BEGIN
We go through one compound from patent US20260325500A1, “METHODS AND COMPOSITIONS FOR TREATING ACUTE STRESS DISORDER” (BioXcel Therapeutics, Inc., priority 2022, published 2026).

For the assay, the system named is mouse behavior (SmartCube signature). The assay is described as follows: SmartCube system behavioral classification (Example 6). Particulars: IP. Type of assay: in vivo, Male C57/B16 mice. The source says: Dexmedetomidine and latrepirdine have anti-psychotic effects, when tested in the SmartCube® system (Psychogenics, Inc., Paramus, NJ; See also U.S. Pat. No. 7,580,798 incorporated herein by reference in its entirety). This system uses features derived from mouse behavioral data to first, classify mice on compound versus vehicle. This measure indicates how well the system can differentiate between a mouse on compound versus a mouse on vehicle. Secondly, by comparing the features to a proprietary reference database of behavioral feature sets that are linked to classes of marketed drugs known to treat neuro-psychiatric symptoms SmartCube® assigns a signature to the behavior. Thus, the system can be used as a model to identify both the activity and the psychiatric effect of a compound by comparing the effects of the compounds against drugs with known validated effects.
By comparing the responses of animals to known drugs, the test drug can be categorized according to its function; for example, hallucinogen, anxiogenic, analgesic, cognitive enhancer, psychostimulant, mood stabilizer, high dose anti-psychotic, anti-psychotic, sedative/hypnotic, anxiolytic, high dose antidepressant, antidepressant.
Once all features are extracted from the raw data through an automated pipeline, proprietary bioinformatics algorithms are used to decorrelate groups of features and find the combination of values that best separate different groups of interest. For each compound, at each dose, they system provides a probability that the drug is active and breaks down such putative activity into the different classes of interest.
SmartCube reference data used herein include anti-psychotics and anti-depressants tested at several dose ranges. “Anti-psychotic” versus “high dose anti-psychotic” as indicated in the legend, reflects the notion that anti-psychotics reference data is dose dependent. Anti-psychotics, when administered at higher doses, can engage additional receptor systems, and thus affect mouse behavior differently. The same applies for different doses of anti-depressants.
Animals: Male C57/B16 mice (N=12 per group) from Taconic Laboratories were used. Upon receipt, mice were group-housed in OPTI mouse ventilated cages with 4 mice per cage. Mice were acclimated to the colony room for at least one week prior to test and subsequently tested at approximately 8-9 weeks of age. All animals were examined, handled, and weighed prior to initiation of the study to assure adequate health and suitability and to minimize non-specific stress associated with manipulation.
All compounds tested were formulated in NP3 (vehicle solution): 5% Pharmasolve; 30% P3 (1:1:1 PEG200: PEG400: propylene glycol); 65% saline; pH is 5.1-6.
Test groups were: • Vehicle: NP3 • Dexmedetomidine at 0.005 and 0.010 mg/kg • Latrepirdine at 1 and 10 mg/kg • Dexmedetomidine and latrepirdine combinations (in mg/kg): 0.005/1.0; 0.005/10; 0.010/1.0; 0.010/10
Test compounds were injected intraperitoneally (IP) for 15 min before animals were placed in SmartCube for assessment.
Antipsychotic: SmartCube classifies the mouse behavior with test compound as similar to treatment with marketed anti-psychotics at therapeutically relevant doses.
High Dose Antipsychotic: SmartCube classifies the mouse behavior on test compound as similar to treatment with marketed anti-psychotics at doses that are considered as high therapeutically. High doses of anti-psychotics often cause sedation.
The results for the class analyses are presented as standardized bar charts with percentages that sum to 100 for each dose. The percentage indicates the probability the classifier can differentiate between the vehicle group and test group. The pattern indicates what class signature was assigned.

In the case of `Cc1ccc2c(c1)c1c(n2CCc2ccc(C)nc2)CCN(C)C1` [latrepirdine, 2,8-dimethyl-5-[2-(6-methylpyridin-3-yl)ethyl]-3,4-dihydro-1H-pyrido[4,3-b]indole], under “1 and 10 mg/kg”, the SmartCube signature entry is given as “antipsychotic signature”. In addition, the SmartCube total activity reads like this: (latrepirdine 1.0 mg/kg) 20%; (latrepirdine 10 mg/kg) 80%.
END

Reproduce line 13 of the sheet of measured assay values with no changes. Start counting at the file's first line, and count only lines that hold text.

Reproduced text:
In the case of `Cc1ccc2c(c1)c1c(n2CCc2ccc(C)nc2)CCN(C)C1` [latrepirdine, 2,8-dimethyl-5-[2-(6-methylpyridin-3-yl)ethyl]-3,4-dihydro-1H-pyrido[4,3-b]indole], under “1 and 10 mg/kg”, the SmartCube signature entry is given as “antipsychotic signature”. In addition, the SmartCube total activity reads like this: (latrepirdine 1.0 mg/kg) 20%; (latrepirdine 10 mg/kg) 80%.